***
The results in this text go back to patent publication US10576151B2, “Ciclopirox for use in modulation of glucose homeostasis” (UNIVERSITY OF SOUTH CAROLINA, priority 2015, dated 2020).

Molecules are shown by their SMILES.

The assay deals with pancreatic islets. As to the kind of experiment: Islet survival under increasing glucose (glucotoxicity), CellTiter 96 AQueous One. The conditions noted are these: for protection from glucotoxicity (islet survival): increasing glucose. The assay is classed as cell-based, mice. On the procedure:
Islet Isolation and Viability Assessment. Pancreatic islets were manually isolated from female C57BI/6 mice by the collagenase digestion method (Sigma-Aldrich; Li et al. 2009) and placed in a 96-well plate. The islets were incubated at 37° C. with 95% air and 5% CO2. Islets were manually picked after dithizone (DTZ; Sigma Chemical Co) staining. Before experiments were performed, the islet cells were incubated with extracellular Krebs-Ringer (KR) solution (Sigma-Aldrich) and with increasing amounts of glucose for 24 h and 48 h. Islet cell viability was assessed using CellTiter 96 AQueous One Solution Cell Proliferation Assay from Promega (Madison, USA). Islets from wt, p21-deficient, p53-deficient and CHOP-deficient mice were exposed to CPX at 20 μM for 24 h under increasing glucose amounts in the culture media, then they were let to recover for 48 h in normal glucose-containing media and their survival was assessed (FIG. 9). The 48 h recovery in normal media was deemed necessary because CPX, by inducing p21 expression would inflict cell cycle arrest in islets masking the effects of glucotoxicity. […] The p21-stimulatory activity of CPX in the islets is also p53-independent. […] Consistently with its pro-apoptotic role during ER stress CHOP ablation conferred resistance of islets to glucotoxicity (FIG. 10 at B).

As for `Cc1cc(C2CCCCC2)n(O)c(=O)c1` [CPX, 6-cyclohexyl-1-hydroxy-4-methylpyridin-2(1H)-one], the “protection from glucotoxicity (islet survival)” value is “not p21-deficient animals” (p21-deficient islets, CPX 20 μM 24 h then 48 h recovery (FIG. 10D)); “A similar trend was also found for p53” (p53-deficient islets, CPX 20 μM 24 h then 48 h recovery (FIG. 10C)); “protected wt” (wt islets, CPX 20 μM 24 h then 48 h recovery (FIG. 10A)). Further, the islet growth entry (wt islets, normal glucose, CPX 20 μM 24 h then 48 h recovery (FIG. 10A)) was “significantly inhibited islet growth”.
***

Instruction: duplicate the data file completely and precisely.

The results in this text go back to patent publication US10576151B2, “Ciclopirox for use in modulation of glucose homeostasis” (UNIVERSITY OF SOUTH CAROLINA, priority 2015, dated 2020).

Molecules are shown by their SMILES.

The assay deals with pancreatic islets. As to the kind of experiment: Islet survival under increasing glucose (glucotoxicity), CellTiter 96 AQueous One. The conditions noted are these: for protection from glucotoxicity (islet survival): increasing glucose. The assay is classed as cell-based, mice. On the procedure:
Islet Isolation and Viability Assessment. Pancreatic islets were manually isolated from female C57BI/6 mice by the collagenase digestion method (Sigma-Aldrich; Li et al. 2009) and placed in a 96-well plate. The islets were incubated at 37° C. with 95% air and 5% CO2. Islets were manually picked after dithizone (DTZ; Sigma Chemical Co) staining. Before experiments were performed, the islet cells were incubated with extracellular Krebs-Ringer (KR) solution (Sigma-Aldrich) and with increasing amounts of glucose for 24 h and 48 h. Islet cell viability was assessed using CellTiter 96 AQueous One Solution Cell Proliferation Assay from Promega (Madison, USA). Islets from wt, p21-deficient, p53-deficient and CHOP-deficient mice were exposed to CPX at 20 μM for 24 h under increasing glucose amounts in the culture media, then they were let to recover for 48 h in normal glucose-containing media and their survival was assessed (FIG. 9). The 48 h recovery in normal media was deemed necessary because CPX, by inducing p21 expression would inflict cell cycle arrest in islets masking the effects of glucotoxicity. […] The p21-stimulatory activity of CPX in the islets is also p53-independent. […] Consistently with its pro-apoptotic role during ER stress CHOP ablation conferred resistance of islets to glucotoxicity (FIG. 10 at B).

As for `Cc1cc(C2CCCCC2)n(O)c(=O)c1` [CPX, 6-cyclohexyl-1-hydroxy-4-methylpyridin-2(1H)-one], the “protection from glucotoxicity (islet survival)” value is “not p21-deficient animals” (p21-deficient islets, CPX 20 μM 24 h then 48 h recovery (FIG. 10D)); “A similar trend was also found for p53” (p53-deficient islets, CPX 20 μM 24 h then 48 h recovery (FIG. 10C)); “protected wt” (wt islets, CPX 20 μM 24 h then 48 h recovery (FIG. 10A)). Further, the islet growth entry (wt islets, normal glucose, CPX 20 μM 24 h then 48 h recovery (FIG. 10A)) was “significantly inhibited islet growth”.